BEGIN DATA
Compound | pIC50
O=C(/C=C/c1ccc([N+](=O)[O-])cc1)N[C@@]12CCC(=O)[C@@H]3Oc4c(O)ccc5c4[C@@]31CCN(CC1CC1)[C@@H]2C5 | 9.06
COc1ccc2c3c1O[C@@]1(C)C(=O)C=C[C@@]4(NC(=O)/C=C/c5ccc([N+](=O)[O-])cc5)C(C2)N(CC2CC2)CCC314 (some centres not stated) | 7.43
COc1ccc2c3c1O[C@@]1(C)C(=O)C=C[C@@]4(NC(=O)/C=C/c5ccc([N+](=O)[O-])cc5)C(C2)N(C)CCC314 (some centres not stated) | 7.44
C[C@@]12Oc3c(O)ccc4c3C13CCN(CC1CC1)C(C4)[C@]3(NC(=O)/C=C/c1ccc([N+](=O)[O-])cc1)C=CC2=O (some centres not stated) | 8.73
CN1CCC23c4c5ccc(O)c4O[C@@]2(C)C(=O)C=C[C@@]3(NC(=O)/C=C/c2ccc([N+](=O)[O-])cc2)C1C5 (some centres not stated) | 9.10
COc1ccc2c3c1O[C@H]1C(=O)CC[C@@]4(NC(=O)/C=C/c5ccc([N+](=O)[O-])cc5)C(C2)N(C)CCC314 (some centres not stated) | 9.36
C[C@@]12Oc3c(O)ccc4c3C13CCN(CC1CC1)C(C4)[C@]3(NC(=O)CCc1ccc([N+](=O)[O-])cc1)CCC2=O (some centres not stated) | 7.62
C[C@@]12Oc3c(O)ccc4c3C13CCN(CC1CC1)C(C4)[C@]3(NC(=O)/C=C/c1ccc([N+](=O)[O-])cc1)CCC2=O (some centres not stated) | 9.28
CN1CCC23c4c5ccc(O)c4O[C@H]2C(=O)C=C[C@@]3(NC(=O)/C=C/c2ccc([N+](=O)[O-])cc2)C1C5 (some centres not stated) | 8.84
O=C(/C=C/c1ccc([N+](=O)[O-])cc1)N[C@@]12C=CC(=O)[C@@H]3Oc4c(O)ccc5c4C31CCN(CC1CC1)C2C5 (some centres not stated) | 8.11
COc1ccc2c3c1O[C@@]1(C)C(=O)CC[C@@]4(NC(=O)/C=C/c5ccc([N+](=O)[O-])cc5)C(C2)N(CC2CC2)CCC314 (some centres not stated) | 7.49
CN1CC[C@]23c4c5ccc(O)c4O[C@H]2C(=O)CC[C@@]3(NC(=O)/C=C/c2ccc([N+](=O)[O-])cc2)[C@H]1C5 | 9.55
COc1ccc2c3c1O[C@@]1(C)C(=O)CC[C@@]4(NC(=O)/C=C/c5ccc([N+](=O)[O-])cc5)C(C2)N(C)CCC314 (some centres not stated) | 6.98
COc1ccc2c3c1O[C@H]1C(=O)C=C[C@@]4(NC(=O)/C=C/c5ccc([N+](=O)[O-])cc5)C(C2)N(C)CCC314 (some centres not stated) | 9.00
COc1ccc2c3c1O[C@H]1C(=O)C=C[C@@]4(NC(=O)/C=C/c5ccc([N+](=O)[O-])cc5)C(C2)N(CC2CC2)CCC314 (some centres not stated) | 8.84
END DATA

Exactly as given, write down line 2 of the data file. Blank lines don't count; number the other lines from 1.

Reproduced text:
O=C(/C=C/c1ccc([N+](=O)[O-])cc1)N[C@@]12CCC(=O)[C@@H]3Oc4c(O)ccc5c4[C@@]31CCN(CC1CC1)[C@@H]2C5 | 9.06